The basic sampling unit of the NAMCS is 1 physician–patient interaction with a non–federally employed physician. From 2008 to 2011, a multi-stage sampling design was used. First, the primary sampling unit (PSU) comprised counties and county equivalents; second, physicians were selected within PSUs according to their specialty; and third, specific patient encounters were selected within physician offices (eAppendix Figure A [eAppendices available at www.ajmc.com]). In 2012, this design was simplified to 2 stages: the first stage stratified physicians based on primary care status and the second stage selected individual patient encounters (eAppendix Figure B).

For the final stage of both sampling designs, physicians were each assigned a calendar week, and surveys were completed for a systematic random sample of patients that were seen during the assigned week.15 The CDC compiled survey data into the NAMCS database and, in 2012, they incorporated physicians practicing at community health clinics (CHCs) in a separate survey. Therefore, we excluded all CHCs from our study population.

Sampling and Analysis

We generated national estimates from the NAMCS, accounting for the complex sampling design. Demographic data were compiled for the total study population. Typical variables included, but were not limited to, age, sex, payer type, and clinic type. Median income was analyzed for individuals within the 2008 to 2011 dataset, but was then no longer collected by NAMCS in 2012. Clinic type was defined as private practice or nonprivate practice in the NAMCS.

We analyzed several individual test-ordering practices for our primary outcomes, including complete blood count (CBC) and radiographic studies, because they are common tests, expensive in aggregate, and readily available in EHR systems. For each test, we compared the probability of ordering by physicians using EHRs with that of physicians not using EHRs. We used a Bonferroni correction to adjust for multiple comparisons.  

We estimated a patient-level multivariate logistic regression to determine the relationship between the ability to order laboratory tests electronically and the probability of ordering each test. We then computed an adjusted estimate for EHR and non-EHR physicians in which confounders were held at mean values. As covariates, all multivariate logistic regressions included, as available: age, sex, race, clinic type, payer type, health status, major International Classification of Diseases, Ninth Revision, Clinical Modification (ICD-9-CM) diagnosis categories, and whether the physician had seen the patient before. The ICD-9-CM categories included were: infectious/parasitic, neoplasms, endocrine/metabolic/immune disease, blood disease, mental disorders, nervous disease, sense organs disease, circulatory disease, respiratory disease, genitourinary disease, pregnancy/childbirth complications, skin disease, musculoskeletal disease, congenital anomalies, perinatal conditions, ill-defined conditions, injury/poisoning, and external injury.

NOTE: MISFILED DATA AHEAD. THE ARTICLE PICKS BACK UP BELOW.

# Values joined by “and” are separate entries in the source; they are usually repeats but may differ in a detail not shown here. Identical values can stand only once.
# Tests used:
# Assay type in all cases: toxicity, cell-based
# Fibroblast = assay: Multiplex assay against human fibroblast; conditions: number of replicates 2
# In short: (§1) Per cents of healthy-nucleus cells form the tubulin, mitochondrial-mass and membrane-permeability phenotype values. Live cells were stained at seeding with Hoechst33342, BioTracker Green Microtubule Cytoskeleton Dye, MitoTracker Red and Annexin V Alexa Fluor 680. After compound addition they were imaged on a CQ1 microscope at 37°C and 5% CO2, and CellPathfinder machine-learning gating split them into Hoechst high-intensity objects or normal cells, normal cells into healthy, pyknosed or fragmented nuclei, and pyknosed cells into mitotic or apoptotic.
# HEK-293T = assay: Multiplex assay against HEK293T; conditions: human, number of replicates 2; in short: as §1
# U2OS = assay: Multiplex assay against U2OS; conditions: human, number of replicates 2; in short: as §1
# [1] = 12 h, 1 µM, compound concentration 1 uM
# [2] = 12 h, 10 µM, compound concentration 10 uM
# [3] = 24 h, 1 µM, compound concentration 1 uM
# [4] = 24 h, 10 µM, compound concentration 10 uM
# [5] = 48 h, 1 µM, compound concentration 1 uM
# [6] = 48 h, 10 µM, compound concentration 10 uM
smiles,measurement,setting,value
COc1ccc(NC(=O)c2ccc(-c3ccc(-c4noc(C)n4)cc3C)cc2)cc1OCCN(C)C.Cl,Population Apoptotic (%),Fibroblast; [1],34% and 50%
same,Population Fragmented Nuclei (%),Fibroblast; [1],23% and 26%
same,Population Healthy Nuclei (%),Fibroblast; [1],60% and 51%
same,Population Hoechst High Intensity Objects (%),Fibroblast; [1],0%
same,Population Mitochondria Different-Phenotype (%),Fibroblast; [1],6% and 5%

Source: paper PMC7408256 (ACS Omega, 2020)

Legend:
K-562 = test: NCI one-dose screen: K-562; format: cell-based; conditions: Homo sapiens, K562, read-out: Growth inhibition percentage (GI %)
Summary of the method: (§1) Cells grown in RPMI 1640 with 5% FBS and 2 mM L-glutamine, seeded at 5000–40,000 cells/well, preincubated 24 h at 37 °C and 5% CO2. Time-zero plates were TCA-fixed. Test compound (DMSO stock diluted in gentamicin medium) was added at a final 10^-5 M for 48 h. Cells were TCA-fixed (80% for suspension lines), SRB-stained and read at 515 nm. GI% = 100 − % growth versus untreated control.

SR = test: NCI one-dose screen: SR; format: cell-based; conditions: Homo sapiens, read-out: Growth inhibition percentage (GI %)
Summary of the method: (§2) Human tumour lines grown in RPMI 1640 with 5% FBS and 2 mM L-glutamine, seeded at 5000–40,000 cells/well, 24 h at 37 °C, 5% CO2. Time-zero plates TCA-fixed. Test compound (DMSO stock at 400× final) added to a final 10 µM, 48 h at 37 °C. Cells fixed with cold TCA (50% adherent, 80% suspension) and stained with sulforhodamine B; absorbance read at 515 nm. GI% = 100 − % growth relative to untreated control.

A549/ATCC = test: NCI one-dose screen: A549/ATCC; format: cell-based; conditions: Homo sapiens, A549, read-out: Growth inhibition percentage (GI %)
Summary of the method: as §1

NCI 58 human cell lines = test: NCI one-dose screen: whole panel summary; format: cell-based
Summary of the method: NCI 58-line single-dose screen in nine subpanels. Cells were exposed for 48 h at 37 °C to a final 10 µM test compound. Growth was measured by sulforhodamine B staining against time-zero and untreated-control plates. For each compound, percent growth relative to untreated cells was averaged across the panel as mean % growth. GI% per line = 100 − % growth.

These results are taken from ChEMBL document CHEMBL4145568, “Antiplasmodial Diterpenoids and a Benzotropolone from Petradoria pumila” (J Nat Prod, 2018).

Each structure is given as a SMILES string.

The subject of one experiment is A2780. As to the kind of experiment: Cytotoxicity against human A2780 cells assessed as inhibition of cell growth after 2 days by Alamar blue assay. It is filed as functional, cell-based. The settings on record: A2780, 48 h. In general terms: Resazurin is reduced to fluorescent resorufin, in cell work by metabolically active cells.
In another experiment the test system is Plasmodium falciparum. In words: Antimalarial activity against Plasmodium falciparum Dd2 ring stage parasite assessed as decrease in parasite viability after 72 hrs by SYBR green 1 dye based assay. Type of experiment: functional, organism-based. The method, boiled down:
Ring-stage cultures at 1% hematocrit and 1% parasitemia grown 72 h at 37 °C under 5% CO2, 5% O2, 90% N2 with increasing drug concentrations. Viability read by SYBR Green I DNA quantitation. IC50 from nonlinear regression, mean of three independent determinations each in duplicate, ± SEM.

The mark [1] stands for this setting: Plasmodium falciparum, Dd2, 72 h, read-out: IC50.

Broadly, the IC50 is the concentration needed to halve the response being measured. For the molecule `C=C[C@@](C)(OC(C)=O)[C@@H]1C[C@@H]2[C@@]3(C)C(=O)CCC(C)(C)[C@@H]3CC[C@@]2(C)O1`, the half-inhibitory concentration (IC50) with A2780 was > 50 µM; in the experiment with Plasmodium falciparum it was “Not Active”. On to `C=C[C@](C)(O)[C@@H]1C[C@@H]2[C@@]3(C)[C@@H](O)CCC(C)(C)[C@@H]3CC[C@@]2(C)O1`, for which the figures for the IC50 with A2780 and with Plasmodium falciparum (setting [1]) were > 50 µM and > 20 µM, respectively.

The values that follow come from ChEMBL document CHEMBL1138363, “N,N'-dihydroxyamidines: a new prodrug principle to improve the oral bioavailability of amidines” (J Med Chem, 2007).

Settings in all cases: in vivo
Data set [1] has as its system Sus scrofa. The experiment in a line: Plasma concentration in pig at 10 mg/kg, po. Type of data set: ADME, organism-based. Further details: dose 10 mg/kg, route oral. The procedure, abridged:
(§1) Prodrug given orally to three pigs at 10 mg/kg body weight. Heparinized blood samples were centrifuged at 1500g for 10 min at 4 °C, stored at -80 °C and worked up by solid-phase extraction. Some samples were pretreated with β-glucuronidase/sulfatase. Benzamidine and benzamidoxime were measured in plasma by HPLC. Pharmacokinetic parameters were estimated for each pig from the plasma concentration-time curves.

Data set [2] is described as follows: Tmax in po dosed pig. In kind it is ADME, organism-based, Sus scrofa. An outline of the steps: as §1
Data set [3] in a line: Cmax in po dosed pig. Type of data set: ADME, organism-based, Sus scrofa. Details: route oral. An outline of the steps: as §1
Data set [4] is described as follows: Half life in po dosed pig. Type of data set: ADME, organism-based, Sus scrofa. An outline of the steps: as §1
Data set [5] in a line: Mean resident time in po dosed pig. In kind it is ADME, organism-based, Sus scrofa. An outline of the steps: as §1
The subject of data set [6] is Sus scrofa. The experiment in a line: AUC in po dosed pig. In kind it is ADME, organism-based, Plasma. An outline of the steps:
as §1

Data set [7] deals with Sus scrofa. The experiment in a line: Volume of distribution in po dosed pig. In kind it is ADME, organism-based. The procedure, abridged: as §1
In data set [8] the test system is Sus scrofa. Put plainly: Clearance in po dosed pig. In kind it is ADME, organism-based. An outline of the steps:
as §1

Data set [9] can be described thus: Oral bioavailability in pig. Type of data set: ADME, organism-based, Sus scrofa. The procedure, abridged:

To assess the overall effect of EHRs on imaging orders, 1 variable combined all major imaging modalities, such as, but not limited to, x-ray, computed tomography (CT), magnetic resonance imaging (MRI), electrocardiogram, ultrasound, and bone mineral density. We also analyzed 3 modalities individually: x-ray, CT, and MRI. For imaging, EHR usage was defined as the presence and usage of an electronic system for viewing imaging results, encompassing both the imaging study and its interpretation. Such computerized systems might be either part or independent of a full EHR, which is assumed to contain patient medical histories, previous laboratory and imaging results, and point-of-decision support. For those occasional patients seen at facilities where the EHR system was “turned off” or “not used routinely,” we categorized observations as occurring at facilities without an EHR system.


The study population (n = 183,519), as described in Table 1, includes a higher proportion of female (58.4%) and white patients (84.5%). The modal patient was between 45 and 64 years old (29.6%). Approximately half of the study population had private insurance (53.4%), one-third had a median family income above $52,387 (32.5%), and most were seen in private practice office settings (92.1%).

Table 2 illustrates the health status of our study population, with just over a quarter of patients diagnosed with hypertension (27.4%). Other notable chronic health conditions included hyperlipidemia (16.5%), arthritis (13.4%), diabetes (11.6%), and depression (9.2%). The most common primary diagnoses were “external causes of injury” (19.9%), “diseases of the respiratory system” (9.8%), and “musculoskeletal disease” (9%).

For physician practices with and without EHRs, Table 3 shows the probabilities of CBC test ordering. Superscripted notes indicate that the difference between these groups was significant at the 95% confidence interval (CI) after the Bonferroni correction. In subgroup analysis, we found that availability of EHRs was associated with higher rates of CBC testing regardless of sex, race, median household income, or new patient status, and for all individuals over 25 years of age. This correlation was additionally seen in those receiving either Medicare or private insurance and in private or freestanding clinic settings. Furthermore, several comorbid conditions and primary ICD-9-CM diagnoses—which are further detailed in Table 3—were associated with higher rates of CBC testing. The availability of an EHR did not statistically significantly reduce the probability of ordering a CBC test in any subgroup.